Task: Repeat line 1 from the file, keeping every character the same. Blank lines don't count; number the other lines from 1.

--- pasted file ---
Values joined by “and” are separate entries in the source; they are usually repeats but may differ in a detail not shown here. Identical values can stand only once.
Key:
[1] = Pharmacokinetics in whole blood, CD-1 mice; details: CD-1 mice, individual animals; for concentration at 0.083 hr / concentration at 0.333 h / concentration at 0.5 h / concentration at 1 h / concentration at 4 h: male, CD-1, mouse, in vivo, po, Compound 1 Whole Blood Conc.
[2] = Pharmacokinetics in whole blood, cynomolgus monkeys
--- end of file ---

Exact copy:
Values joined by “and” are separate entries in the source; they are usually repeats but may differ in a detail not shown here. Identical values can stand only once.